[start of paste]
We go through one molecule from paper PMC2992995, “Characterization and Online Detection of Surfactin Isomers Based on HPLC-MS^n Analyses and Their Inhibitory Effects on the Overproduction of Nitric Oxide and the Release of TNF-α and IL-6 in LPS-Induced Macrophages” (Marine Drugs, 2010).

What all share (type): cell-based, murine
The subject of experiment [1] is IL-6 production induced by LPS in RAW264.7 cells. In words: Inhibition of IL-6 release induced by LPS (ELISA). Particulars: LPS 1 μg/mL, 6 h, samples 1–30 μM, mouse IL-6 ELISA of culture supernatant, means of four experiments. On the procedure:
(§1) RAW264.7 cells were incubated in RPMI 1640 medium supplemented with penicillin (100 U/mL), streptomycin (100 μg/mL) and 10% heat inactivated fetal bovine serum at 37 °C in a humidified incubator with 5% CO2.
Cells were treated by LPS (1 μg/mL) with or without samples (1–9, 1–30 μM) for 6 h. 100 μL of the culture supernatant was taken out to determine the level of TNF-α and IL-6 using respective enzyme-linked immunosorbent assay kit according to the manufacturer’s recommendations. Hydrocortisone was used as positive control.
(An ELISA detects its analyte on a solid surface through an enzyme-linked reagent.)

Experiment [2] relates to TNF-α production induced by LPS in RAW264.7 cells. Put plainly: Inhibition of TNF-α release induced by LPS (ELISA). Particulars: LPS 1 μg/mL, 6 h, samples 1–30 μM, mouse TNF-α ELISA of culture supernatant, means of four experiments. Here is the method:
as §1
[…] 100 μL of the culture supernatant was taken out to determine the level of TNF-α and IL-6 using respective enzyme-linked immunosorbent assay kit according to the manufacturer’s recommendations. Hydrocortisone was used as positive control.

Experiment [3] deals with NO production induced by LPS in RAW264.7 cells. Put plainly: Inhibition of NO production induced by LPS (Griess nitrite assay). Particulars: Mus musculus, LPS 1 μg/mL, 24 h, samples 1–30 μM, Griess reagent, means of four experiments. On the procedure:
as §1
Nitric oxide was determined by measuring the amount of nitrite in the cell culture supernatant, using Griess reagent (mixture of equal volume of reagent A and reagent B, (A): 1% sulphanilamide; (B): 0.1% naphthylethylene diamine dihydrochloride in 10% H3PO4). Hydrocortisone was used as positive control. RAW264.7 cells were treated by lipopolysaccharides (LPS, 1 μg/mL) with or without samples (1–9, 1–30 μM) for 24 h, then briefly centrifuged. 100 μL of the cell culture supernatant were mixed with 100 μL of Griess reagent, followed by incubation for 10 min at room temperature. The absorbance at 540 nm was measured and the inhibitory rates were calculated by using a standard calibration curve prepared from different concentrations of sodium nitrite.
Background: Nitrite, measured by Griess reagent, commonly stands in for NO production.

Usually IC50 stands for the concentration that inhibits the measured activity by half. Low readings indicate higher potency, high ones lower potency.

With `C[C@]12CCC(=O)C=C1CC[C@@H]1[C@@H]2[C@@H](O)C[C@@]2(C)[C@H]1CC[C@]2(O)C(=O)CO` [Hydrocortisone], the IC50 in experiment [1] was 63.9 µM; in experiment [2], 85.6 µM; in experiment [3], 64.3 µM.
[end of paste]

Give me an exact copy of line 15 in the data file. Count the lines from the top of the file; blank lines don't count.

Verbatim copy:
With `C[C@]12CCC(=O)C=C1CC[C@@H]1[C@@H]2[C@@H](O)C[C@@]2(C)[C@H]1CC[C@]2(O)C(=O)CO` [Hydrocortisone], the IC50 in experiment [1] was 63.9 µM; in experiment [2], 85.6 µM; in experiment [3], 64.3 µM.